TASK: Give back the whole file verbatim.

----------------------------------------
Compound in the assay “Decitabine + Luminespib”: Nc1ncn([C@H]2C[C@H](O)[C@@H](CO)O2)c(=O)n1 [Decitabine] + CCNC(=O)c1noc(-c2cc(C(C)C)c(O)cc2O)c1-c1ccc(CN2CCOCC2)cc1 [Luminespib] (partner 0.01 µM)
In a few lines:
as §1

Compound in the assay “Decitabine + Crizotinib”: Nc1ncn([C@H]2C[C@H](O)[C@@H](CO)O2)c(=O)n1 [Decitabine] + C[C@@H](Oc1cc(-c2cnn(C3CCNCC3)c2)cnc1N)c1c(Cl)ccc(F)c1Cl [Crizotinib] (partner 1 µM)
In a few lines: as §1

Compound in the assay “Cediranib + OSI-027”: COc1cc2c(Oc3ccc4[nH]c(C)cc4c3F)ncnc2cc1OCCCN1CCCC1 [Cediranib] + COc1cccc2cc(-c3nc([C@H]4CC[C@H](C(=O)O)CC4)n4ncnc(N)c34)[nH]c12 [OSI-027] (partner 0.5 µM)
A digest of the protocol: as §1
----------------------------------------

Compound in the assay “Decitabine + Luminespib”: Nc1ncn([C@H]2C[C@H](O)[C@@H](CO)O2)c(=O)n1 [Decitabine] + CCNC(=O)c1noc(-c2cc(C(C)C)c(O)cc2O)c1-c1ccc(CN2CCOCC2)cc1 [Luminespib] (partner 0.01 µM)
In a few lines:
as §1

Compound in the assay “Decitabine + Crizotinib”: Nc1ncn([C@H]2C[C@H](O)[C@@H](CO)O2)c(=O)n1 [Decitabine] + C[C@@H](Oc1cc(-c2cnn(C3CCNCC3)c2)cnc1N)c1c(Cl)ccc(F)c1Cl [Crizotinib] (partner 1 µM)
In a few lines: as §1

Compound in the assay “Cediranib + OSI-027”: COc1cc2c(Oc3ccc4[nH]c(C)cc4c3F)ncnc2cc1OCCCN1CCCC1 [Cediranib] + COc1cccc2cc(-c3nc([C@H]4CC[C@H](C(=O)O)CC4)n4ncnc(N)c34)[nH]c12 [OSI-027] (partner 0.5 µM)
A digest of the protocol: as §1